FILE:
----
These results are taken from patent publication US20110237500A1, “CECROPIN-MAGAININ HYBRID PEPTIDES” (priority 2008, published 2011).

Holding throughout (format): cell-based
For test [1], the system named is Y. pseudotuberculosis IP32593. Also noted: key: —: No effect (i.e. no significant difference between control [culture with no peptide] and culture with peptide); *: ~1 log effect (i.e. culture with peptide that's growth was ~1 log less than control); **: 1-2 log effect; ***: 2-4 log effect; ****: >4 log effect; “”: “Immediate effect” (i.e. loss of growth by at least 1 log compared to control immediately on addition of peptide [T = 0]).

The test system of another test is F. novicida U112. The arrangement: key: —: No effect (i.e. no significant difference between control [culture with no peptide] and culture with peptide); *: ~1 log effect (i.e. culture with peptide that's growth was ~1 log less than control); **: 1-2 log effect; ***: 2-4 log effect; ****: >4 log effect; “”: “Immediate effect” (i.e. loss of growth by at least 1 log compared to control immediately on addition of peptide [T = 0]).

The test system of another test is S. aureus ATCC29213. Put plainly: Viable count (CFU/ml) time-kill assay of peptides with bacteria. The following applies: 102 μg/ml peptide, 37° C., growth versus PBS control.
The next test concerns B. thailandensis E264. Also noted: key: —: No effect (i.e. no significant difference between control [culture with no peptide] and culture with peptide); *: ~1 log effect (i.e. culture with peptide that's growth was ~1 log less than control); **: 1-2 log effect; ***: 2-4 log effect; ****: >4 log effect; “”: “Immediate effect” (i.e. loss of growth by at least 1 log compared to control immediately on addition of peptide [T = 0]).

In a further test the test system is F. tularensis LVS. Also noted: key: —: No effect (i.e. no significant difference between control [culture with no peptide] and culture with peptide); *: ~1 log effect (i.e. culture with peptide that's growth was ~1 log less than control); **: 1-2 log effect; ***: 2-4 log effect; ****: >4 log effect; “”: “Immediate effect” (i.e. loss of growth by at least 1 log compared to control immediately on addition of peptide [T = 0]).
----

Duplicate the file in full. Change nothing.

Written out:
These results are taken from patent publication US20110237500A1, “CECROPIN-MAGAININ HYBRID PEPTIDES” (priority 2008, published 2011).

Holding throughout (format): cell-based
For test [1], the system named is Y. pseudotuberculosis IP32593. Also noted: key: —: No effect (i.e. no significant difference between control [culture with no peptide] and culture with peptide); *: ~1 log effect (i.e. culture with peptide that's growth was ~1 log less than control); **: 1-2 log effect; ***: 2-4 log effect; ****: >4 log effect; “”: “Immediate effect” (i.e. loss of growth by at least 1 log compared to control immediately on addition of peptide [T = 0]).

The test system of another test is F. novicida U112. The arrangement: key: —: No effect (i.e. no significant difference between control [culture with no peptide] and culture with peptide); *: ~1 log effect (i.e. culture with peptide that's growth was ~1 log less than control); **: 1-2 log effect; ***: 2-4 log effect; ****: >4 log effect; “”: “Immediate effect” (i.e. loss of growth by at least 1 log compared to control immediately on addition of peptide [T = 0]).

The test system of another test is S. aureus ATCC29213. Put plainly: Viable count (CFU/ml) time-kill assay of peptides with bacteria. The following applies: 102 μg/ml peptide, 37° C., growth versus PBS control.
The next test concerns B. thailandensis E264. Also noted: key: —: No effect (i.e. no significant difference between control [culture with no peptide] and culture with peptide); *: ~1 log effect (i.e. culture with peptide that's growth was ~1 log less than control); **: 1-2 log effect; ***: 2-4 log effect; ****: >4 log effect; “”: “Immediate effect” (i.e. loss of growth by at least 1 log compared to control immediately on addition of peptide [T = 0]).

In a further test the test system is F. tularensis LVS. Also noted: key: —: No effect (i.e. no significant difference between control [culture with no peptide] and culture with peptide); *: ~1 log effect (i.e. culture with peptide that's growth was ~1 log less than control); **: 1-2 log effect; ***: 2-4 log effect; ****: >4 log effect; “”: “Immediate effect” (i.e. loss of growth by at least 1 log compared to control immediately on addition of peptide [T = 0]).